One of my many personal failings is that I’ve never been able to figure out how to play Dwarf Fortress. Remember Cypher staring into The Matrix? Playing Dwarf Fortress is kind of like that, except instead of seeing blonde, brunette, redhead you see dwarf, goblin, carnivorous trout. But every once in a while something comes along that makes me think I should try again, like this great article in The New York Times Magazine: The Brilliance of Dwarf Fortress.
The most amazing part is the dedication of Tarn Adams, the developer. He’s got a doctorate in Math from Stanford, but plans to spend the rest of his life working on his game, which is appreciated by few, but is possibly the most intricate game ever created. He works on the game every day, and pays his basic expenses with the few donations he receives. His living conditions would be considered a nightmare by many, but for some is nirvana: he works from 3PM to 6AM every day, in a room with boarded up windows, living on barely more than just soda, coding and brainstorming game features with his brother, Zach.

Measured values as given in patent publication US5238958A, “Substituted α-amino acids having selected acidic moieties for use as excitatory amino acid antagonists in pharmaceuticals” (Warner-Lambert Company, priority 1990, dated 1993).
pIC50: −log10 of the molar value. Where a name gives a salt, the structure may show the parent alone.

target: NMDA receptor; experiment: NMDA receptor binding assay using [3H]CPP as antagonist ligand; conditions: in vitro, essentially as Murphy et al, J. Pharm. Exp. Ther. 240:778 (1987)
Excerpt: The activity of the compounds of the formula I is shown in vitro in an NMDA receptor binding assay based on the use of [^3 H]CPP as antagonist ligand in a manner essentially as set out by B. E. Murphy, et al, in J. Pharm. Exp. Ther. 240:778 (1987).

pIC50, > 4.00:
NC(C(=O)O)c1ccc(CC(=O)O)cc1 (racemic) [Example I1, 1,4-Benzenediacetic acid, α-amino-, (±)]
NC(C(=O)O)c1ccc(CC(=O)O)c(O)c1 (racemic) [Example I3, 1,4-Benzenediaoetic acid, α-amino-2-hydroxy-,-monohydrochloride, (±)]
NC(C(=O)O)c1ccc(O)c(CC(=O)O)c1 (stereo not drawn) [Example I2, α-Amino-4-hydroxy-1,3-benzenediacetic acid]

Somebody on reddit had this to say about the complexity of DF. In most games, you have hit points. Each time you are hit by a bad guy, your hit point total goes down, and when it reaches zero, you die. Dwarf Fortress is different:
In Dwarf fortress, you have individually modeled bones, internal organs, fingers, toes, facial features, and a circulatory system. And that’s just what we can see; I suspect much more. If bitten by something with paralytic venom, the diaphragm (eventually) stops filling the lungs and the dwarf dies minutes later after blood oxygen levels fall too far.